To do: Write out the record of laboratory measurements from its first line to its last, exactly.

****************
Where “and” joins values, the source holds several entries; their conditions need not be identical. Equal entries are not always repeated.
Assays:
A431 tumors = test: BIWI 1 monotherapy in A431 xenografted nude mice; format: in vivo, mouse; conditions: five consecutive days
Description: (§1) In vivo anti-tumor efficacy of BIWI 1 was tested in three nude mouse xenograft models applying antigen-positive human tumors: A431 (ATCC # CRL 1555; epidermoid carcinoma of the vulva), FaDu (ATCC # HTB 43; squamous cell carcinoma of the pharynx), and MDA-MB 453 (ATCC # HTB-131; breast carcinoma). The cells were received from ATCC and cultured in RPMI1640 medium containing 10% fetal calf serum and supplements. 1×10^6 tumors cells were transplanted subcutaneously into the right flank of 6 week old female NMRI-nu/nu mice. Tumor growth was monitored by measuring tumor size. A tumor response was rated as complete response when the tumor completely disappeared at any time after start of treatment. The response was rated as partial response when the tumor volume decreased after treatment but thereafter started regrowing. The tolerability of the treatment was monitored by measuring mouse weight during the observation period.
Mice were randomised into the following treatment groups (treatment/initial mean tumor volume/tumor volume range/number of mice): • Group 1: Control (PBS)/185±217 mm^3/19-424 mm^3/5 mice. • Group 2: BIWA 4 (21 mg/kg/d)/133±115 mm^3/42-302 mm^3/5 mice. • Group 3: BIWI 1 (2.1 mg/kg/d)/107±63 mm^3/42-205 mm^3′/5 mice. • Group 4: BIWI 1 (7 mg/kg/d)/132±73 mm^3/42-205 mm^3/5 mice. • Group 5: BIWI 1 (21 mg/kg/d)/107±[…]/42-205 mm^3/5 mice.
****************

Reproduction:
Where “and” joins values, the source holds several entries; their conditions need not be identical. Equal entries are not always repeated.
Assays:
A431 tumors = test: BIWI 1 monotherapy in A431 xenografted nude mice; format: in vivo, mouse; conditions: five consecutive days
Description: (§1) In vivo anti-tumor efficacy of BIWI 1 was tested in three nude mouse xenograft models applying antigen-positive human tumors: A431 (ATCC # CRL 1555; epidermoid carcinoma of the vulva), FaDu (ATCC # HTB 43; squamous cell carcinoma of the pharynx), and MDA-MB 453 (ATCC # HTB-131; breast carcinoma). The cells were received from ATCC and cultured in RPMI1640 medium containing 10% fetal calf serum and supplements. 1×10^6 tumors cells were transplanted subcutaneously into the right flank of 6 week old female NMRI-nu/nu mice. Tumor growth was monitored by measuring tumor size. A tumor response was rated as complete response when the tumor completely disappeared at any time after start of treatment. The response was rated as partial response when the tumor volume decreased after treatment but thereafter started regrowing. The tolerability of the treatment was monitored by measuring mouse weight during the observation period.
Mice were randomised into the following treatment groups (treatment/initial mean tumor volume/tumor volume range/number of mice): • Group 1: Control (PBS)/185±217 mm^3/19-424 mm^3/5 mice. • Group 2: BIWA 4 (21 mg/kg/d)/133±115 mm^3/42-302 mm^3/5 mice. • Group 3: BIWI 1 (2.1 mg/kg/d)/107±63 mm^3/42-205 mm^3′/5 mice. • Group 4: BIWI 1 (7 mg/kg/d)/132±73 mm^3/42-205 mm^3/5 mice. • Group 5: BIWI 1 (21 mg/kg/d)/107±[…]/42-205 mm^3/5 mice.